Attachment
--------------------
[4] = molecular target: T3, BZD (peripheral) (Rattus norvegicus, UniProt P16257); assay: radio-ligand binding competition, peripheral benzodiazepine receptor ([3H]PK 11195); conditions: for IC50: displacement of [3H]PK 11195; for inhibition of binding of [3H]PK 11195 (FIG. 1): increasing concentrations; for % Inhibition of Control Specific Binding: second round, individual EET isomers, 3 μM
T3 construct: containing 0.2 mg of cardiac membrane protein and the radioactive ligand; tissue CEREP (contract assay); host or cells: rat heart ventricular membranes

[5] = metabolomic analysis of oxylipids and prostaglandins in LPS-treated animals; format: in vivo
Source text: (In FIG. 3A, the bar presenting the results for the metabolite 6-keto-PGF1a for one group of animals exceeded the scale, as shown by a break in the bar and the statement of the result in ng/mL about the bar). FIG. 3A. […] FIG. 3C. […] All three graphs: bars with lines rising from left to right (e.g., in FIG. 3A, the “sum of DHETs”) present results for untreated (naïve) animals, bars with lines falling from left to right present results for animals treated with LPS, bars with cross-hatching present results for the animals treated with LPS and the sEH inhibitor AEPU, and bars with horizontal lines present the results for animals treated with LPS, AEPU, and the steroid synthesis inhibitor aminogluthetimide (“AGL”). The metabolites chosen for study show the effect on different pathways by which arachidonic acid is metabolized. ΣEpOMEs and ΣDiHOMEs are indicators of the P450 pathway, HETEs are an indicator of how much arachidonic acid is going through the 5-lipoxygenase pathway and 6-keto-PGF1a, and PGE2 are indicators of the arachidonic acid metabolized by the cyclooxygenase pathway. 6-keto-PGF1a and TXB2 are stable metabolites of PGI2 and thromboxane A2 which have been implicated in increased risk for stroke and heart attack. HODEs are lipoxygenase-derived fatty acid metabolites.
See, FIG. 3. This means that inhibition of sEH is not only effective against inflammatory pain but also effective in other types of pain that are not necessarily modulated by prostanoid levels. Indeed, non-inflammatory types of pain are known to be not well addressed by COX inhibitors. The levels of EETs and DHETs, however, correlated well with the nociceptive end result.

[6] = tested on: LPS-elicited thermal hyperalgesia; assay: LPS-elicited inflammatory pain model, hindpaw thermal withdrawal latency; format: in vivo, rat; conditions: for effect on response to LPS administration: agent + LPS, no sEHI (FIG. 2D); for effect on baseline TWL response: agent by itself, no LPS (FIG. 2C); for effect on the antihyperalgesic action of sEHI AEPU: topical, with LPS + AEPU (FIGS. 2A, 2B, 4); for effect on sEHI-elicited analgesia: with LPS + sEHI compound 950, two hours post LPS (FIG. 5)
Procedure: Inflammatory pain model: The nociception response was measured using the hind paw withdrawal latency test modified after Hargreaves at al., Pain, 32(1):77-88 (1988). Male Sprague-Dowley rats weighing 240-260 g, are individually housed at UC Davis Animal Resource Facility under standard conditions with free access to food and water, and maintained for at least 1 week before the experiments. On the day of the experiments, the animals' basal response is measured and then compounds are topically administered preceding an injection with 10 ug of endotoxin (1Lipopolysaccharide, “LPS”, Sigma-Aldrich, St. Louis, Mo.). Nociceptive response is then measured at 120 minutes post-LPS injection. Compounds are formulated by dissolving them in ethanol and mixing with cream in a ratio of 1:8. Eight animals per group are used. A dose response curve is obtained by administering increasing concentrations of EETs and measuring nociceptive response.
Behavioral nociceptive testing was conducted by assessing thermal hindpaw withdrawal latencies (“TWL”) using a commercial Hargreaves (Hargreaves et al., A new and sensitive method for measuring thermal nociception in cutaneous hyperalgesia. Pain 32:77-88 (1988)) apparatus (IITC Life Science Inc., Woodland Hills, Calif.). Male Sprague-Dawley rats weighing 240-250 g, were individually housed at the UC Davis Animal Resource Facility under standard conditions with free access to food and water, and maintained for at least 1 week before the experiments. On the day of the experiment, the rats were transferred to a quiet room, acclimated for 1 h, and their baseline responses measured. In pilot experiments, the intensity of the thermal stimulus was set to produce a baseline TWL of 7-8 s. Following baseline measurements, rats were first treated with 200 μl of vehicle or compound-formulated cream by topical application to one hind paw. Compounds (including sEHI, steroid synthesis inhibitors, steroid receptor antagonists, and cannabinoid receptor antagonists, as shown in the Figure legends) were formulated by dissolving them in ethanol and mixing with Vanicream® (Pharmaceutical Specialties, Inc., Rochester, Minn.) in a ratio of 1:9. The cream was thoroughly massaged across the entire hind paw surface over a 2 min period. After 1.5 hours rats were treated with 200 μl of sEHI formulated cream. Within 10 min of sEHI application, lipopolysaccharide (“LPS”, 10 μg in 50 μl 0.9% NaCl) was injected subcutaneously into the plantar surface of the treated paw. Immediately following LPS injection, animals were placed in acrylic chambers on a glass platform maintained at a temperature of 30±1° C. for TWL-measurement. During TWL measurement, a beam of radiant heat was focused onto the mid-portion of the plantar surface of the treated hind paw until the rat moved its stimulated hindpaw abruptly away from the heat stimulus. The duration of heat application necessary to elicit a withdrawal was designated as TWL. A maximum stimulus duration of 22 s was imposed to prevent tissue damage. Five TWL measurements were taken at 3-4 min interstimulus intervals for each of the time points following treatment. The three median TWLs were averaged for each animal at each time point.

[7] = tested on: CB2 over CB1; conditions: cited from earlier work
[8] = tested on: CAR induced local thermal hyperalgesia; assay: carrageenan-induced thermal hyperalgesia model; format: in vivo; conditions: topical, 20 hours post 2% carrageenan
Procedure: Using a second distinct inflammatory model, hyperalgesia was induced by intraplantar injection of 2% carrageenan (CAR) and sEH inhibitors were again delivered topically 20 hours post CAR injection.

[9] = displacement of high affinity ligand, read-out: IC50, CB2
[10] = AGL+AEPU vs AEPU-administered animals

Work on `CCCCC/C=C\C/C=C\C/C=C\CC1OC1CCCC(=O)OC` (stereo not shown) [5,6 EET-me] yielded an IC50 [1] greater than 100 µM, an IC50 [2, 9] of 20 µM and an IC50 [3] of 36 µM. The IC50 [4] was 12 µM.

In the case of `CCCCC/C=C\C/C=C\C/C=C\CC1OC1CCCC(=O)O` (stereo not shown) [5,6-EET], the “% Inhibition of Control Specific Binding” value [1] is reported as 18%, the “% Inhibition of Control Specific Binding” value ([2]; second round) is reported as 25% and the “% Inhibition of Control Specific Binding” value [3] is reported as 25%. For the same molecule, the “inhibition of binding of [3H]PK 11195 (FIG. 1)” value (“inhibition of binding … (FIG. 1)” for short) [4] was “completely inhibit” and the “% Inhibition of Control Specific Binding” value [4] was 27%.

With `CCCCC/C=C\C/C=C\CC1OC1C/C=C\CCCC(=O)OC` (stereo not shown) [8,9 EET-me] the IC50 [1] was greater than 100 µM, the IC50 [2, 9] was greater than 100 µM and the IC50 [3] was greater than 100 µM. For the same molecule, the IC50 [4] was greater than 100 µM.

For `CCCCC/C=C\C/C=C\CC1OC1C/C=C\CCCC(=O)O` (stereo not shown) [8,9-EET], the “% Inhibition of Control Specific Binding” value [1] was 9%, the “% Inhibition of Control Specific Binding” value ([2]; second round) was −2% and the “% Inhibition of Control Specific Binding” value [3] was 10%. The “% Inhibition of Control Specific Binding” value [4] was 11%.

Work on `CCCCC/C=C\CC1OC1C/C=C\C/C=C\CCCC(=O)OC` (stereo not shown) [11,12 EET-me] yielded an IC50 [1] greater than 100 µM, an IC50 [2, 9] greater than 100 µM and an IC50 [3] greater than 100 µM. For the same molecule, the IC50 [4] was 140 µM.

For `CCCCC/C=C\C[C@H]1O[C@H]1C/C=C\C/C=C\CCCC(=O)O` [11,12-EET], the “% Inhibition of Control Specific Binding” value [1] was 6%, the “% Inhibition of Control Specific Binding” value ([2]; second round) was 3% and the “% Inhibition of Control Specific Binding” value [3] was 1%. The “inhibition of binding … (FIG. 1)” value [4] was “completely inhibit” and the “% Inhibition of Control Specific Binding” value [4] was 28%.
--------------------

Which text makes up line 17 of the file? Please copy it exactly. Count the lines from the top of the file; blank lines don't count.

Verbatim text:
For `CCCCC/C=C\C/C=C\CC1OC1C/C=C\CCCC(=O)O` (stereo not shown) [8,9-EET], the “% Inhibition of Control Specific Binding” value [1] was 9%, the “% Inhibition of Control Specific Binding” value ([2]; second round) was −2% and the “% Inhibition of Control Specific Binding” value [3] was 10%. The “% Inhibition of Control Specific Binding” value [4] was 11%.